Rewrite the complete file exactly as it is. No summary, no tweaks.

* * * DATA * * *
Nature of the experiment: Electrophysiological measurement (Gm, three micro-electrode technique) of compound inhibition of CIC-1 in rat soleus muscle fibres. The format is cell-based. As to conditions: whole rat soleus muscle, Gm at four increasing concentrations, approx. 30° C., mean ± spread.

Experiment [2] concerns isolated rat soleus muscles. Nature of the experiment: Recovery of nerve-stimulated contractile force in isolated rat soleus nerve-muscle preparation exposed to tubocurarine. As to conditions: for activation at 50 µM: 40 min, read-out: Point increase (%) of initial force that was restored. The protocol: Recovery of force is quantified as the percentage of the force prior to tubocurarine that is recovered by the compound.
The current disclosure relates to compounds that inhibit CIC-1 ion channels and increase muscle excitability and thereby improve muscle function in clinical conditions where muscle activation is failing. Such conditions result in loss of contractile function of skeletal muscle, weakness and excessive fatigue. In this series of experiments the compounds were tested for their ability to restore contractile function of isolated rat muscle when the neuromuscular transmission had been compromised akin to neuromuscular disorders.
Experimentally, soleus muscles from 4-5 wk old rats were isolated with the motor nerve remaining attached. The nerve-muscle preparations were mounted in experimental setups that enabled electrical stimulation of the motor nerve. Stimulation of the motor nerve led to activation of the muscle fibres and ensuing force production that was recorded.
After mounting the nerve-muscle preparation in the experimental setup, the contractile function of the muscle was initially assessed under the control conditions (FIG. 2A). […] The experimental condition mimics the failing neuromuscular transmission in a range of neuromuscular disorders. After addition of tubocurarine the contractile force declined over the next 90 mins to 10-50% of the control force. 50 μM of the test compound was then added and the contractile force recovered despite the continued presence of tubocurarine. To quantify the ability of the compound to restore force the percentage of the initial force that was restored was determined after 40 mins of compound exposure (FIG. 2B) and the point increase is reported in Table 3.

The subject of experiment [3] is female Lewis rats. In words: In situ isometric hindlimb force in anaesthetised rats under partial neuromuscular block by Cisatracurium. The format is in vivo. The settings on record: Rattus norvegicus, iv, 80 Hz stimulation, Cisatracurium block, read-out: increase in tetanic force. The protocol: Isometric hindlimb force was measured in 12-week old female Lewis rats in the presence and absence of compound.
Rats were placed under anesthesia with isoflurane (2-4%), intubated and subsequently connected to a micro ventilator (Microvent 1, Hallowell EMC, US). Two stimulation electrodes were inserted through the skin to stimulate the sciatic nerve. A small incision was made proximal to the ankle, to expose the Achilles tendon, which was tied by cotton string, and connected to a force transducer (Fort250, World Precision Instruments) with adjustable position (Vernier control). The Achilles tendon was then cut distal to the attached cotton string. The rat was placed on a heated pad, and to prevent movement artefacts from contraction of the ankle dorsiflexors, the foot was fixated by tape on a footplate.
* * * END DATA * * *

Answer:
Nature of the experiment: Electrophysiological measurement (Gm, three micro-electrode technique) of compound inhibition of CIC-1 in rat soleus muscle fibres. The format is cell-based. As to conditions: whole rat soleus muscle, Gm at four increasing concentrations, approx. 30° C., mean ± spread.

Experiment [2] concerns isolated rat soleus muscles. Nature of the experiment: Recovery of nerve-stimulated contractile force in isolated rat soleus nerve-muscle preparation exposed to tubocurarine. As to conditions: for activation at 50 µM: 40 min, read-out: Point increase (%) of initial force that was restored. The protocol: Recovery of force is quantified as the percentage of the force prior to tubocurarine that is recovered by the compound.
The current disclosure relates to compounds that inhibit CIC-1 ion channels and increase muscle excitability and thereby improve muscle function in clinical conditions where muscle activation is failing. Such conditions result in loss of contractile function of skeletal muscle, weakness and excessive fatigue. In this series of experiments the compounds were tested for their ability to restore contractile function of isolated rat muscle when the neuromuscular transmission had been compromised akin to neuromuscular disorders.
Experimentally, soleus muscles from 4-5 wk old rats were isolated with the motor nerve remaining attached. The nerve-muscle preparations were mounted in experimental setups that enabled electrical stimulation of the motor nerve. Stimulation of the motor nerve led to activation of the muscle fibres and ensuing force production that was recorded.
After mounting the nerve-muscle preparation in the experimental setup, the contractile function of the muscle was initially assessed under the control conditions (FIG. 2A). […] The experimental condition mimics the failing neuromuscular transmission in a range of neuromuscular disorders. After addition of tubocurarine the contractile force declined over the next 90 mins to 10-50% of the control force. 50 μM of the test compound was then added and the contractile force recovered despite the continued presence of tubocurarine. To quantify the ability of the compound to restore force the percentage of the initial force that was restored was determined after 40 mins of compound exposure (FIG. 2B) and the point increase is reported in Table 3.

The subject of experiment [3] is female Lewis rats. In words: In situ isometric hindlimb force in anaesthetised rats under partial neuromuscular block by Cisatracurium. The format is in vivo. The settings on record: Rattus norvegicus, iv, 80 Hz stimulation, Cisatracurium block, read-out: increase in tetanic force. The protocol: Isometric hindlimb force was measured in 12-week old female Lewis rats in the presence and absence of compound.
Rats were placed under anesthesia with isoflurane (2-4%), intubated and subsequently connected to a micro ventilator (Microvent 1, Hallowell EMC, US). Two stimulation electrodes were inserted through the skin to stimulate the sciatic nerve. A small incision was made proximal to the ankle, to expose the Achilles tendon, which was tied by cotton string, and connected to a force transducer (Fort250, World Precision Instruments) with adjustable position (Vernier control). The Achilles tendon was then cut distal to the attached cotton string. The rat was placed on a heated pad, and to prevent movement artefacts from contraction of the ankle dorsiflexors, the foot was fixated by tape on a footplate.